Brickwork

          2000

Water

          1000

Steel

          7700

Cast iron

          7200

Aluminium

          2700

Earth

          1600

Paper

          1120

Copper

          8800

Lead

          11200

Soft Wood

          600

Hard Wood

          800

Green Heart

          1200

                                    1000kgs = 1 tonne

 

Guide to BS7121

Summary of Requirements of BS7121 Parts 1 & 3

BS 7121 is the British Standard Code of Practice for the Safe Use of Cranes. It is recognized as best practice in the industry and has been drawn up by the industry in conjunction with the Health and Safety Executive (HSE). HSE recommends the use of BS7121 to any person or organisation who have duties under the Health and Safety at Work Act 1974 and who use or hire cranes. Whilst compliance to the code does not in itself confer immunity from legal obligations, failure to comply would be taken as prima facie evidence of failure to provide a safe place of work for employees and contractors. The code also gives guidance on how to comply with Lifting Operations and Lifting Equipment Regulations 1998 and the Provision and Use of Working Equipment Regulations 1998.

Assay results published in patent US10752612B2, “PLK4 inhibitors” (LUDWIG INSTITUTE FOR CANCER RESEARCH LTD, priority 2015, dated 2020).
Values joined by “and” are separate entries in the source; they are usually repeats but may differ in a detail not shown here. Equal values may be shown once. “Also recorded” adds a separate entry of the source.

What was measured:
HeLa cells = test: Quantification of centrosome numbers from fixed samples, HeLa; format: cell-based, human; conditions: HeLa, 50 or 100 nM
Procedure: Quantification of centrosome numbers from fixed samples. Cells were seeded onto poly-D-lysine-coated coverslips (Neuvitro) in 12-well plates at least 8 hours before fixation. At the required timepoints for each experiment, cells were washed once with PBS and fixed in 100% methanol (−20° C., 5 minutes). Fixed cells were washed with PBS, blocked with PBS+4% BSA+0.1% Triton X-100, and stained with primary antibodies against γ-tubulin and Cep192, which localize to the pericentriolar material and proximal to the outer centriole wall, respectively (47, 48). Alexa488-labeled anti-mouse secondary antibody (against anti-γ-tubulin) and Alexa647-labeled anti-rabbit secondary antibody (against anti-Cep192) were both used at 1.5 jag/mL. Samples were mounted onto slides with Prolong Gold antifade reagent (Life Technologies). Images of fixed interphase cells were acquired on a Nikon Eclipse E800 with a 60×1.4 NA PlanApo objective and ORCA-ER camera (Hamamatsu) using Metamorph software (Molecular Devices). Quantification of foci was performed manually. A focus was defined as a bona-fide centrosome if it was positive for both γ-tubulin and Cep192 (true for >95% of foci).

Part 1 gives general guidance and recommendations on the use of cranes whilst Part 3 deals specifically with the use of mobile cranes.

The basic requirements of BS7121 are:

Safe System of Work: This should include:
  • Planning of the operation
  • Selection of the crane and suitable lifting equipment
  • Preparation of the site
  • Examination of the crane and equipment
  • Provision of properly trained and competent operatives and supervision
  • Examination of test and other documentation
  • Prevention of unauthorized movement or use
  • Safety of persons not involved in the lifting operations

The usual methodology for planning the operation and meeting many of the above requirements is through a Risk Assessment and Method Statement.